Ex-Gangster: Also good for offensive skills. You've spent some time on the inside and done time for a crime you'd rather not talk about. You felt it was best if you got as far away from your old life as possible
Will you get pulled back into the seedy underworld? This History provides a large-ish attack bonus and an okay defense bonuses, although because you learned it on the streets your form is a little off if unpredictable, giving you less accuracy. You are able to wield knives regardless of class, and you can grab "Player's Switchblade" and "Player's Mobster Uniform" (an item with okay defense) early in the game. Unlocks extra quests. Police and Teacher's Union factions will dislike you, but Fat Tony's Mob will like you along with Teenagers, as well as any of the seedier people in Springfield.
Theatrical Actor: You practically grew up in a theater. You have a way with words and an extensive knowledge of Shakespeare, and are fairly competent with weapons. However, you find Springfield's Stage Theater lacking. This History provides attack, accuracy, and intelligence (debatable) bonuses; however you suffer in defense and agility. You weren't expecting people to move so fast in real life! Factions don't generally feel strongly about you, thought individuals may think more or less positively of you on an individual basis. And there are certainly people who have the hots for actors, at least until they find out you don't work in movies. Others may find you obnoxious and pretentious, but your knowledge of words makes it easier to talk to most people. You're also able to wield swords and similar theatrical weapons as well as "cosplay" outfits (which, may I point out, can involve actual armor later on). Opens certain quests. You are also able to obtain the special item, "Player's Stage Rapier", a weapon with good attack and agility bonuses, early on.
Musician: Arguably a "mage" History. You are a musician. You're great at coming up with lyrics (at least you'd like to think so) and your ability to play musical instruments is next to none. But you needed a job and there were none in your home town, so
This History provides intelligence and agility bonuses to a certain degree; however, as you are slightly malnourished from spending the past few years as a starving artist, your defense and attack aren't great. Factions won't generally feel strongly about you, but people on an individual basis will be affected; as with the Actor, you'll find it easier to convince people. You can obtain the "Player's Guitar" weapon (a weapon with decent attack and a defense bonus that, more importantly, makes your Speech special abilities more powerful) early on in the game and can wield anything remotely musical themed regardless of class. You'll also be able to learn a few "Musical" abilities later in the game; these are affected by intelligence and can deal damage and heal.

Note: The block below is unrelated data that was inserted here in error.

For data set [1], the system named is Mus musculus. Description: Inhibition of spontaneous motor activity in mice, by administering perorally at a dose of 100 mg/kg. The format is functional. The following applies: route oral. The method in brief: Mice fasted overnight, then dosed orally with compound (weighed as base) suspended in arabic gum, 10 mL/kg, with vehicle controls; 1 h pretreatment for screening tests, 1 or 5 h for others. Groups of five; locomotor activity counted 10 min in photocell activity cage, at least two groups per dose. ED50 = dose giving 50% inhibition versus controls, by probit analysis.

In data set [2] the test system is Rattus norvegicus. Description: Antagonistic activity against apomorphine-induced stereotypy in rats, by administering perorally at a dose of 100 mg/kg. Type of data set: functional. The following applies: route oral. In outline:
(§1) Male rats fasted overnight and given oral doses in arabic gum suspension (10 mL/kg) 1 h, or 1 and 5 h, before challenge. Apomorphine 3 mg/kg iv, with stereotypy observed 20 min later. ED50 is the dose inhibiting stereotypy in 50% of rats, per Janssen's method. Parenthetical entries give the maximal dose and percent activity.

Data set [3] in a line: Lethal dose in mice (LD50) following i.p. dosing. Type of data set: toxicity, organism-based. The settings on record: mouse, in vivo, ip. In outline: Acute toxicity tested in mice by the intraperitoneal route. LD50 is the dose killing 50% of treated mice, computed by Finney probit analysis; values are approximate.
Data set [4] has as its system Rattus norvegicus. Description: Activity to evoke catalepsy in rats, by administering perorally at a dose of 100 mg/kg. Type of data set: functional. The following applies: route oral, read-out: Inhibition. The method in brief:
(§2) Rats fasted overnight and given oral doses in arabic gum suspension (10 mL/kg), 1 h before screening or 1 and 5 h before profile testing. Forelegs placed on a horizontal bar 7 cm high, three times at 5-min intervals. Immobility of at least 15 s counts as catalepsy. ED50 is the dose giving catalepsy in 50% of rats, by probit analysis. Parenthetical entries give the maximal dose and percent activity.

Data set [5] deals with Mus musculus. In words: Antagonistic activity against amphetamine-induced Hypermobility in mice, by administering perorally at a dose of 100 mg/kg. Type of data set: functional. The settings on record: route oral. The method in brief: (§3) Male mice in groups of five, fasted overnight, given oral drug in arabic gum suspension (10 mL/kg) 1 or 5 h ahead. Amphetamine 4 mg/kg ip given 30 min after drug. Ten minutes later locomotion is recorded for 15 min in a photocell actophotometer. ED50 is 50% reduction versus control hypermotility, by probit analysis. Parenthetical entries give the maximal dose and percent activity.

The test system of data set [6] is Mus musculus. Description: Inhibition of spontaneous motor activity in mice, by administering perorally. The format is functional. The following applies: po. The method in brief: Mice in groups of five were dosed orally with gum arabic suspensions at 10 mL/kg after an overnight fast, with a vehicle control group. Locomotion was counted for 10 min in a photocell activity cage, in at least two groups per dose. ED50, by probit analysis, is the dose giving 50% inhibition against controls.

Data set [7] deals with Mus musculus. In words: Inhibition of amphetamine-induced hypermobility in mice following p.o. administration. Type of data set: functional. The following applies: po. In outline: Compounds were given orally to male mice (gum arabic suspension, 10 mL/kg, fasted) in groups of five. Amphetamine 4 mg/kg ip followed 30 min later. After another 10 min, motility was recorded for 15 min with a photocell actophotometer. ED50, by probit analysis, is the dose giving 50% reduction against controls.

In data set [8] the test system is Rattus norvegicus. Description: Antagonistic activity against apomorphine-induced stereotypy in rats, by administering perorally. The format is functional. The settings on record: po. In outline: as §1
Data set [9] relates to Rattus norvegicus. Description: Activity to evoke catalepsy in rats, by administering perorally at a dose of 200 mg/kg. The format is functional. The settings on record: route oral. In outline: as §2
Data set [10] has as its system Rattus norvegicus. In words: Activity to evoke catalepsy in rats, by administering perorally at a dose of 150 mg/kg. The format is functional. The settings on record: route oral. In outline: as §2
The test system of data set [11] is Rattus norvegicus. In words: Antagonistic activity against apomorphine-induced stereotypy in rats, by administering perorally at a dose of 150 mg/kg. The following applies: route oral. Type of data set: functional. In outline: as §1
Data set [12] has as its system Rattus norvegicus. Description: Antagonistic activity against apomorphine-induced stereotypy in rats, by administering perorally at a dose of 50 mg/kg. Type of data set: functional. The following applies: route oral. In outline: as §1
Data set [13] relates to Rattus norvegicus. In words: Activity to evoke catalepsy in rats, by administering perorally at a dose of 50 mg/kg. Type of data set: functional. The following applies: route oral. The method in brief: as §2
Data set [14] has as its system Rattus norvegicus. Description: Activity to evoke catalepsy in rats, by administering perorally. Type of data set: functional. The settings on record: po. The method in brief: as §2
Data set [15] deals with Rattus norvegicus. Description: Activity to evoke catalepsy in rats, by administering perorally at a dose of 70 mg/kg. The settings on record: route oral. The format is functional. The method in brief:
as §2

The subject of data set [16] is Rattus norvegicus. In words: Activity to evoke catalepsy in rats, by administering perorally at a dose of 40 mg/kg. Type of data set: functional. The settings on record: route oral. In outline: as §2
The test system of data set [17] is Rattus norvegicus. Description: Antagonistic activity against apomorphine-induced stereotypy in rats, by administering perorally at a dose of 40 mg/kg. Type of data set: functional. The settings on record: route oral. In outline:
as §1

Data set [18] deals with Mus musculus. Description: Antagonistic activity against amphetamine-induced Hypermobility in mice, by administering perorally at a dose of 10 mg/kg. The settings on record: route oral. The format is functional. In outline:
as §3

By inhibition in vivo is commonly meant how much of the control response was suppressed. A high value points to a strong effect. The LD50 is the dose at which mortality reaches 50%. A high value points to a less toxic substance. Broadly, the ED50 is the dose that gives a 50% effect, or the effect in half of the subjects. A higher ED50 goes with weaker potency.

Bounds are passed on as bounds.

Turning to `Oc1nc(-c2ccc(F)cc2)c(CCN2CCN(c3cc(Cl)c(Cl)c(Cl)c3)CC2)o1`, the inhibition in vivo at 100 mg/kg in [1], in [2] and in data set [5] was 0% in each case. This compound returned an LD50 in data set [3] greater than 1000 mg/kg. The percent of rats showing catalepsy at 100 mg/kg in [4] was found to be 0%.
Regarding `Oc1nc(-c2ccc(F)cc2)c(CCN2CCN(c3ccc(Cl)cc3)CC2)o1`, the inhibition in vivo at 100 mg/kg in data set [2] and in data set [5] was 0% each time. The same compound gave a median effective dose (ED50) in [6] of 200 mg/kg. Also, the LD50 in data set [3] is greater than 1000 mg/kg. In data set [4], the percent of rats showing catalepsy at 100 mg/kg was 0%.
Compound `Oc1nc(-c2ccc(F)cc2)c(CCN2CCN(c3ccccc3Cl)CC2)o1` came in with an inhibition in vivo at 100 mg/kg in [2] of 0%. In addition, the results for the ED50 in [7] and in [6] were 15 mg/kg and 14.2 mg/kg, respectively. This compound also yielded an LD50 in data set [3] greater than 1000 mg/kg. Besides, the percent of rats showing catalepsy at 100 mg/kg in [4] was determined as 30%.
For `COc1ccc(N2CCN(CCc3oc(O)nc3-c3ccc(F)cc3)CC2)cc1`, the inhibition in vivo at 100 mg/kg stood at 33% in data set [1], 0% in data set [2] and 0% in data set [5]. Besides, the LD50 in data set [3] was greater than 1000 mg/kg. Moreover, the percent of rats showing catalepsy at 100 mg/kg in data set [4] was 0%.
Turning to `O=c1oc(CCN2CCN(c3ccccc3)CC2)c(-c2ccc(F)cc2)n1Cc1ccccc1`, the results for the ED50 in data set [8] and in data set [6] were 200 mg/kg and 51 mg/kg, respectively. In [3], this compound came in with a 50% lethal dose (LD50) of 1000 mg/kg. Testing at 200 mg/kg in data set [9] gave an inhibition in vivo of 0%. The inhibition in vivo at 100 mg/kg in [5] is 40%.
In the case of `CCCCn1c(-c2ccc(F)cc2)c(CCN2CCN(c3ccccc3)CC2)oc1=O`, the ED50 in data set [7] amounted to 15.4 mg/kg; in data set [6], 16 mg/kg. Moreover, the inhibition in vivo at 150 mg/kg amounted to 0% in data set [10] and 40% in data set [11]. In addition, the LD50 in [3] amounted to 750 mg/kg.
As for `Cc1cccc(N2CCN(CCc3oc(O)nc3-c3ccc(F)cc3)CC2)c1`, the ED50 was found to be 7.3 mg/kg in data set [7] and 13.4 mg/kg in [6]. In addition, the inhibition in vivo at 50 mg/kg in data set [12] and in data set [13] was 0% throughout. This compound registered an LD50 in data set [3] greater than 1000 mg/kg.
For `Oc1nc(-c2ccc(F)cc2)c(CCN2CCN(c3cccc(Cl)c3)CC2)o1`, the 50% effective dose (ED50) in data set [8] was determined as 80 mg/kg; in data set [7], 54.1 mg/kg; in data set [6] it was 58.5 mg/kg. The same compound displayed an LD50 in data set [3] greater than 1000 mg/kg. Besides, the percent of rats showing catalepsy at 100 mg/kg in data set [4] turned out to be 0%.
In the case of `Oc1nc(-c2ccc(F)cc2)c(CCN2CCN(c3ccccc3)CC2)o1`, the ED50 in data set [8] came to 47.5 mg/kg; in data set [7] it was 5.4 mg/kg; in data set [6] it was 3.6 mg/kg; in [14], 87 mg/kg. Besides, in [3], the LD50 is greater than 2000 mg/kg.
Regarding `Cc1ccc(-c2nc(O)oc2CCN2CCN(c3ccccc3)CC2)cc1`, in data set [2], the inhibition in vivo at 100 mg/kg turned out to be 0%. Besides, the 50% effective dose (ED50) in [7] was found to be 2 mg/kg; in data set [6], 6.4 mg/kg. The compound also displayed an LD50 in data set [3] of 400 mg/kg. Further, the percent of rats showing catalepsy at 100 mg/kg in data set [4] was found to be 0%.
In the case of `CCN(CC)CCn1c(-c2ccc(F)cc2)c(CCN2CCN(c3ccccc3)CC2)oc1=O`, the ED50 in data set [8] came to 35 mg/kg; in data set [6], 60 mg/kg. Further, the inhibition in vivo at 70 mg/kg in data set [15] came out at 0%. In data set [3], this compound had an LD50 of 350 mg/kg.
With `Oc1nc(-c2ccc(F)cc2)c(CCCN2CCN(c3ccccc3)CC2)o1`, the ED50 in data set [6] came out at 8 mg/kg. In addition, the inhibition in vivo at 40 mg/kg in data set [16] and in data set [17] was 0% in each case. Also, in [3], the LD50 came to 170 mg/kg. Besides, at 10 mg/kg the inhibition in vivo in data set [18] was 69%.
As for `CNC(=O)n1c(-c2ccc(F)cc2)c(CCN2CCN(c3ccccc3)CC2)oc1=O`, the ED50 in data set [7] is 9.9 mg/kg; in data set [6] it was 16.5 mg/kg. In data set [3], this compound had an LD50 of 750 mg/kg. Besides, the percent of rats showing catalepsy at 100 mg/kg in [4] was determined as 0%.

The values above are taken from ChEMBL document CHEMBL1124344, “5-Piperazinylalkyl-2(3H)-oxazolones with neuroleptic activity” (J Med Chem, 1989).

In addition, two "special" histories were available: Single Dad/Mom and Badass Grandpa/Grandma.
Single Dad/Mom: For one reason or another, you are single but have a child (or teenager, your choice). Perhaps you got a divorce, perhaps you got pregnant or knocked up someone in high school, perhaps you're the sort of person who has no idea who the father even is. Regardless, you decided to get settled into Springfield and sent your child to stay with some relatives until you're ready for them to come. You get to design your child or teenager in much the same way as you get to design your main character, although there are a number of key differences (children can't become party members but have personalities, teenagers have teen-specific histories and classes and such). Teenagers have different stats from adults, there are specific quests that are unlocked, you can encourage your child/teen to have friendships with other children and teens (which can affect how said kids and their parents view you). Your child will ONLY be able to join you in Springfield once you've purchased or moved into a house/apartment with an extra bed.